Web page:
Communications Minister Stella Ndabeni-Abrahams has dared the DA to bring her to book if the party feels that she has broken the law.
Ndabeni-Abrahams was responding to calls by the DA for her to face disciplinary action for ignoring Parliament on her appointment of the council board for the Independent Communications Authority of SA (Icasa).
“The DA has a right to say whatever it wants to say. I continue to do my work. If there is any information that I have breached the law or the Constitution, people of this country are free to go to law enforcement agencies. Otherwise, I have nothing to say on what the DA says,” said Ndabeni-Abrahams.
On Tuesday the minister was in the Eastern Cape, where she distributed 40 iPads to Olisiwinga College, an independent high school in Mbizana in the Amadiba administrative area.
Ndabeni-Abrahams said her department, with the assistance of mobile telecommunications giant MTN, had managed to source information and communications technology equipment which would help the school, which is mainly a maths and science education centre.
She said the initiative to start the school came from private individuals who saw the need to develop a school with the aim to uplift the community using technology as its cornerstone.
The minister also visited Amadiba Clinic to monitor how frontline essential services workers were dealing with the Covid-19 coronavirus pandemic.
Ndabeni-Abrahams, along with Eastern Cape deputy speaker Mlibo Qoboshiyana and Alfred Nzo District Municipality Mayor Sixolile Mehlomakhulu delivered personal protective equipment to the healthcare facility.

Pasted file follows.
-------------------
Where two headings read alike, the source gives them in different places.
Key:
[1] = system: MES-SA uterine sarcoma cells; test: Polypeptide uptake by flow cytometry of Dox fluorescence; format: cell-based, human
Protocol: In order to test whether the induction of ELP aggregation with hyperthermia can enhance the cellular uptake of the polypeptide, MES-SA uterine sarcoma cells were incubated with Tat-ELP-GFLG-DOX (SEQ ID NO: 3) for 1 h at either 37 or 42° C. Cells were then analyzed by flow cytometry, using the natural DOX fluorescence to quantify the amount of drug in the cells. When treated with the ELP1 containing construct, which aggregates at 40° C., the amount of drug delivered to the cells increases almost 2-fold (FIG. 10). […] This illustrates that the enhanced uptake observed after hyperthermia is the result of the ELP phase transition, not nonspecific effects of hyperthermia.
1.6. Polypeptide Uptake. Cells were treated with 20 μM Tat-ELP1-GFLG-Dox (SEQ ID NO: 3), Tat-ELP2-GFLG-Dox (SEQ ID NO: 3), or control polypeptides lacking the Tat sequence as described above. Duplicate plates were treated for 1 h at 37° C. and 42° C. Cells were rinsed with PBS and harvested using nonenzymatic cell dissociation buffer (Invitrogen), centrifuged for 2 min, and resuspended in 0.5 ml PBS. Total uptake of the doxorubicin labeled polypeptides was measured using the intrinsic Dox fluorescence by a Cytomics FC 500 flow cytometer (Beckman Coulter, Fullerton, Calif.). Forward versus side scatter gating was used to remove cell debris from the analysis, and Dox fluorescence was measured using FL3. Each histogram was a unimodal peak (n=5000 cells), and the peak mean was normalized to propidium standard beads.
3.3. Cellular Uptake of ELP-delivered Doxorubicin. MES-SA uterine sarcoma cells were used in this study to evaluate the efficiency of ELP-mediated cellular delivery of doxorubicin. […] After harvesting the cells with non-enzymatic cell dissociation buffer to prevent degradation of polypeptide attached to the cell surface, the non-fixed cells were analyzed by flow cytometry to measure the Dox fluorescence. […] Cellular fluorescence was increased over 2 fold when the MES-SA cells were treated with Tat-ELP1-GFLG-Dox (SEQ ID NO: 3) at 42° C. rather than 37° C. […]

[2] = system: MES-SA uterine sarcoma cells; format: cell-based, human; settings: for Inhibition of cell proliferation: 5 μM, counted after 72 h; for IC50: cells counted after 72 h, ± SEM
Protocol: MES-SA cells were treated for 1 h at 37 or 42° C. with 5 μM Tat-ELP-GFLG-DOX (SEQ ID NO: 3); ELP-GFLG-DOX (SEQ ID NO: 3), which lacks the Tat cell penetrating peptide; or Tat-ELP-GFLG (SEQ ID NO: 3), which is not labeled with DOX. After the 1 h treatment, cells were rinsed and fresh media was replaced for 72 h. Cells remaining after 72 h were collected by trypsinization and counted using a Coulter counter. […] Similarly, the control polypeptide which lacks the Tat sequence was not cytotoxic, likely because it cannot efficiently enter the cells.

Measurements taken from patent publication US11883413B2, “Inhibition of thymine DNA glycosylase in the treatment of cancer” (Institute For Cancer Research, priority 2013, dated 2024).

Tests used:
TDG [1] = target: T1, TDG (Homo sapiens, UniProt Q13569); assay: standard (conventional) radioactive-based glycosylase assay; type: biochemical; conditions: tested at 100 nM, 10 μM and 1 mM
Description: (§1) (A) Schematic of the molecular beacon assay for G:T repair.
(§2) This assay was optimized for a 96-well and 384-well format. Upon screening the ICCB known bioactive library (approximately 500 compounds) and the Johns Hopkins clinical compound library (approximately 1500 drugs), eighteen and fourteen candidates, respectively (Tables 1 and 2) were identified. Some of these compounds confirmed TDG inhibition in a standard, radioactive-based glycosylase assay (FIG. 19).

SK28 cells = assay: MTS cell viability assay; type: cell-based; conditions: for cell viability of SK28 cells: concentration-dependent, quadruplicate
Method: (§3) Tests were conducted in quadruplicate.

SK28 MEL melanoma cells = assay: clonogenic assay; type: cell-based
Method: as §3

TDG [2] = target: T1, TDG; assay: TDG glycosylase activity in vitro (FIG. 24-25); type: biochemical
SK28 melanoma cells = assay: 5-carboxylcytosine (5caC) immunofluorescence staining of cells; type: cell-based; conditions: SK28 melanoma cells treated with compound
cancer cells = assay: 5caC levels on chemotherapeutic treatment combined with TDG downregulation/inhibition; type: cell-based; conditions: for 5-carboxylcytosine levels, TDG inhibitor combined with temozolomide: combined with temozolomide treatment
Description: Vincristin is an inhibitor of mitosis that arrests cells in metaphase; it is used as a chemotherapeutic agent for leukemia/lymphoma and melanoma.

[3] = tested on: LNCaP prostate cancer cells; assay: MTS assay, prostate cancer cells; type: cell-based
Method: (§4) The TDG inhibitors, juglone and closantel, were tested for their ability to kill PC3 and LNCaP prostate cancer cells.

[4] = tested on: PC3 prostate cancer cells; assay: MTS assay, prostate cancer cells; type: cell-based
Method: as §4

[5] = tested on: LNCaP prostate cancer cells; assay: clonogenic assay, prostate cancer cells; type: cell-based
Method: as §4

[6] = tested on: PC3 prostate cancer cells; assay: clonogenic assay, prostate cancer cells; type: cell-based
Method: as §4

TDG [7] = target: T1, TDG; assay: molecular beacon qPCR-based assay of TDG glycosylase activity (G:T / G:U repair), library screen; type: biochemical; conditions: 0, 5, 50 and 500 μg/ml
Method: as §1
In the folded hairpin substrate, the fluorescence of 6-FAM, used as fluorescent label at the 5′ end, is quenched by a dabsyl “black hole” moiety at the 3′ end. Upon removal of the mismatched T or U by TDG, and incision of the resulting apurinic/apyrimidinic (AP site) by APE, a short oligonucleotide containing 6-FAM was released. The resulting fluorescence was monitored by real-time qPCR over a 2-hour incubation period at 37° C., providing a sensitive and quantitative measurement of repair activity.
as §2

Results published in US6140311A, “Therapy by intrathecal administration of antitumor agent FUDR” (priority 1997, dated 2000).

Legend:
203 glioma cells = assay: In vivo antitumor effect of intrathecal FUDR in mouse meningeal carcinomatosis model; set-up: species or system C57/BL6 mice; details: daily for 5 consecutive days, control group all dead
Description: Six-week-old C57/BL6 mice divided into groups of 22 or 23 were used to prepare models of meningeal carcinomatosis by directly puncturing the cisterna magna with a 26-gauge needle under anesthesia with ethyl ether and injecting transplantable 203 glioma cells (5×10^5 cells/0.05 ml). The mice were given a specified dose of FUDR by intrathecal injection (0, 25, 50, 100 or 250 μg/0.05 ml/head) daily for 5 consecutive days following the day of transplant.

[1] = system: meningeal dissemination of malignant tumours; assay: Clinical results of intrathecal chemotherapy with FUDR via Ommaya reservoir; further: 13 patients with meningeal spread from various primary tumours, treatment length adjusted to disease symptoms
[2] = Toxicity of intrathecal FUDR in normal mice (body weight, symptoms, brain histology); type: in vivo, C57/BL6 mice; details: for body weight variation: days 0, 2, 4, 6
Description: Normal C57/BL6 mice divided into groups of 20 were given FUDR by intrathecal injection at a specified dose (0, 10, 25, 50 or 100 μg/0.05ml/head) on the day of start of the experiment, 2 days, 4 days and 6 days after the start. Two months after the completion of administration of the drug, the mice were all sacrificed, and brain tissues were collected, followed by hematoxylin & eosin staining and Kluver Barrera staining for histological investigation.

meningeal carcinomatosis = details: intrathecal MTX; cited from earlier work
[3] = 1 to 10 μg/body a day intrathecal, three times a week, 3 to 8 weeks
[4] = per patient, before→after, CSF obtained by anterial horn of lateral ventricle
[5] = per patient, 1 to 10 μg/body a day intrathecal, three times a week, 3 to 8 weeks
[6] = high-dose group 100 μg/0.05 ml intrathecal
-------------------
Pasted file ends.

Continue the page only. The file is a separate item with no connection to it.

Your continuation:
Meanwhile, News24 recently reported that DA MP and spokesperson on communications Phumzile van Damme wanted action taken against the minister.
Van Damme said this was the second time that Ndabeni-Abrahams had decided to override the powers of National Assembly regarding appointments to the Icasa council.
She said when the minister wrote to National Assembly Speaker Thandi Modise seeking to reject the proposed list of candidates to serve on the council, she not only violated the Icasa Act but the constitutional principle of the separation of powers.
“That the minister has now only appointed five, not six [candidates] as per the decision of the National Assembly, is a brazen middle finger to Parliament and must be dealt with harshly.”
Van Damme said Ndabeni-Abrahams could also have violated the Executive Members’ Ethics Act as well as the Powers, Privileges and Immunities of Parliaments and Provincial Legislatures Act.
“A violation of the Powers and Privileges Act by a minister, who is also an MP, is contempt of Parliament, and the House has the power to institute disciplinary action. If an MP is found guilty, she could be removed as an MP, among other sanctions.”
Van Damme said her chief whip, Natasha Mazzone, would raise the matter with Modise.
“Throughout her term, minister Ndabeni-Abrahams has, on repeated occasions, demonstrated that she does not believe that the law applies to her by illegally interfering in the work of the [boards of the] SABC and the Post Office, by contravening lockdown regulations and now, for the second time, by ignoring a decision of Parliament,” she said.